Posted by Ken Campbell September 23, 2009 0 Comment 964 views

It’s four in the morning and I can’t sleep. I’m sitting in front of the computer, looking ahead to the Olympic Grand Circle, next year’s planned circumnavigation of the Olympic Peninsula. It’s been done once before, that I am aware of, and I am hoping to do it in one continuous loop next July.

Jordan Hanssen and Greg Spooner, the rowers who made the trip last year, pointed to the swamp at the south end of Black Lake as being the most difficult section of their expedition. Two days of hacking through thick vegetation made navigation difficult, made it hard to know which way to go. They credit navigation guru David Burch with assisting them through the green maze, keeping them on course, and getting them through to more navigable waters.

For the uninitiated, Burch runs a program in Seattle called Starpath Navigation that offers courses and guidance in the art of finding one’s way. He’s a legend in the double-bladed world for being the author of Sea Kayak Navigation, the Bible of on-water route finding that kayakers have been using to hone their skills for over a decade (now in its 3rd edition, 4th, 5th?) I wrote him to see if he had any advice for me as I start my planning, especially as it pertained to swampy Black Bayou.

“I think you must use a GPS for this trip,” was the thrust of his reply, “and other special technology to get through the swamp.” (I had mentioned in my query that I was not planning on using a GPS.) “If you insist on not using a GPS, however, we cannot help you, because any judge in any court case that might materialize would call it negligent…. in fact, you cannot even argue in court that you had a GPS but lost it or it failed. They would ask why you did not use your back up.”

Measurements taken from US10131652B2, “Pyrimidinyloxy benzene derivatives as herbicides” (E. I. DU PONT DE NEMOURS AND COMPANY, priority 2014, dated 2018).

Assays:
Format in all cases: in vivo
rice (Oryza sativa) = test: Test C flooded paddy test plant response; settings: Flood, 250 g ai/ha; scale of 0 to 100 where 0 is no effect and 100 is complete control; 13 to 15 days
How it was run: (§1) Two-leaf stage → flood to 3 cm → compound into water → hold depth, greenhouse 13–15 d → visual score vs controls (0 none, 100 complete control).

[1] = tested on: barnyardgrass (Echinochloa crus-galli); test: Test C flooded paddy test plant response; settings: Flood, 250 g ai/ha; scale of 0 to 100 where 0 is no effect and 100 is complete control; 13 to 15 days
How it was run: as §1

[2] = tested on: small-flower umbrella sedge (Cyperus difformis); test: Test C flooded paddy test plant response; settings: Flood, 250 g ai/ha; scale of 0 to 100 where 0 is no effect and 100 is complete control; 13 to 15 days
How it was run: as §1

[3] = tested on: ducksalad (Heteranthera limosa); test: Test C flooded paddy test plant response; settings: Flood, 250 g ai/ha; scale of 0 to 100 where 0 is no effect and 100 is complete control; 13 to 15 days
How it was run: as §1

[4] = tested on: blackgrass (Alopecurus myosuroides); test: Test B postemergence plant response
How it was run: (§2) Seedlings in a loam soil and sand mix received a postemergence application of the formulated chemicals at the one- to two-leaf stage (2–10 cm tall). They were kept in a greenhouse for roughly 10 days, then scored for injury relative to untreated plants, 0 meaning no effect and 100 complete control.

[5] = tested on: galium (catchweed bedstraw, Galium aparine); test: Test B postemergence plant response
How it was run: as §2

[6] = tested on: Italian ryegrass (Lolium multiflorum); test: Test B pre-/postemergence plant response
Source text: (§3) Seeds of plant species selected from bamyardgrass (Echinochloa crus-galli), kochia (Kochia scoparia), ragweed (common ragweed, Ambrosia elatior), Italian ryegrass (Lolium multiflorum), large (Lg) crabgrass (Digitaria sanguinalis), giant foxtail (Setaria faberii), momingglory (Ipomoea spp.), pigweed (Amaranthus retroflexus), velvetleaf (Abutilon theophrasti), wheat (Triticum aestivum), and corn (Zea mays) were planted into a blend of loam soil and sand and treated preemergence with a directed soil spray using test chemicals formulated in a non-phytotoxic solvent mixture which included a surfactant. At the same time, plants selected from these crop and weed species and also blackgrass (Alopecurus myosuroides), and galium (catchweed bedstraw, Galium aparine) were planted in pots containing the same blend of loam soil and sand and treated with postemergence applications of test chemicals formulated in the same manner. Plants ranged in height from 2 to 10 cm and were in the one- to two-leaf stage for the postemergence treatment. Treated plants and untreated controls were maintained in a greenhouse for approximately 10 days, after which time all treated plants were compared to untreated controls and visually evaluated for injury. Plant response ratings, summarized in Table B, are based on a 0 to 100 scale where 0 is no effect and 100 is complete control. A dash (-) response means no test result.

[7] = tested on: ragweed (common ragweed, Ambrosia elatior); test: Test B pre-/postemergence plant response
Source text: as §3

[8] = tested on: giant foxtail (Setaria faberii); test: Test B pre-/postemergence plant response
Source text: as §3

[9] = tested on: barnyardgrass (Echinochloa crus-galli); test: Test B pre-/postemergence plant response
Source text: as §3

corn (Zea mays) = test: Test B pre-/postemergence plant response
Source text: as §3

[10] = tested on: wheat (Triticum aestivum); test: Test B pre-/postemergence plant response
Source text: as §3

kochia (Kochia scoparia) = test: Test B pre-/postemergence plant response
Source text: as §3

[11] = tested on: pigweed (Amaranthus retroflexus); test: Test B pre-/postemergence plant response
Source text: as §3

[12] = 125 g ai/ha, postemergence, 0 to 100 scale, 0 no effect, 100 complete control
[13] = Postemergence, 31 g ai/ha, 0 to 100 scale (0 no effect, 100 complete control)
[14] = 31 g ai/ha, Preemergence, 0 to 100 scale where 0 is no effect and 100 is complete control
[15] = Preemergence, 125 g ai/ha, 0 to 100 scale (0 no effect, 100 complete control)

The obsession with technology continued, and forgive me, but it sort of turned wierd. “There is also no virtue to claiming you did it without a GPS,” Burch went on, “primarily because no one would believe you in that a GPS could be in your watch, cell phone or belt buckle…. etc.”

No one would believe me? Really? That seems almost as strange a concept as thinking that I might try to secrete a unit in my phone or elsewhere, and use it while claiming to be without one. I am not a technophile, or even marginally technologically literate. My friends know me and they know this is true. Who else has to believe me?

The statement that really got me though, was this one: “In short, if they did not exist, you would be fine, but since they do, you must use one.” Again, really? Because the technology exists, I have to use it? Then why would I paddle anywhere? Outboard motors are so much more efficient. I could cut the expedition length down to a few days instead of a few weeks if I would just use a speedboat. I am inclined to think that, even though the GPS does exist, I will still be fine if I don’t use it (same as it used to be). Don’t get me wrong, I’m not on some wrong-headed crusade against satellites and I don’t see myself as a paddling Luddite – I do, however, reject out-of-hand the notion that, simply because something has been created, I must avail myself of it.

I may, in the end, use a GPS on this trip. It would be my first time, but I can see it being a part of my navigational tool chest. Then again, after this letter and with the way I’m feeling right now, I’m just as likely to not.

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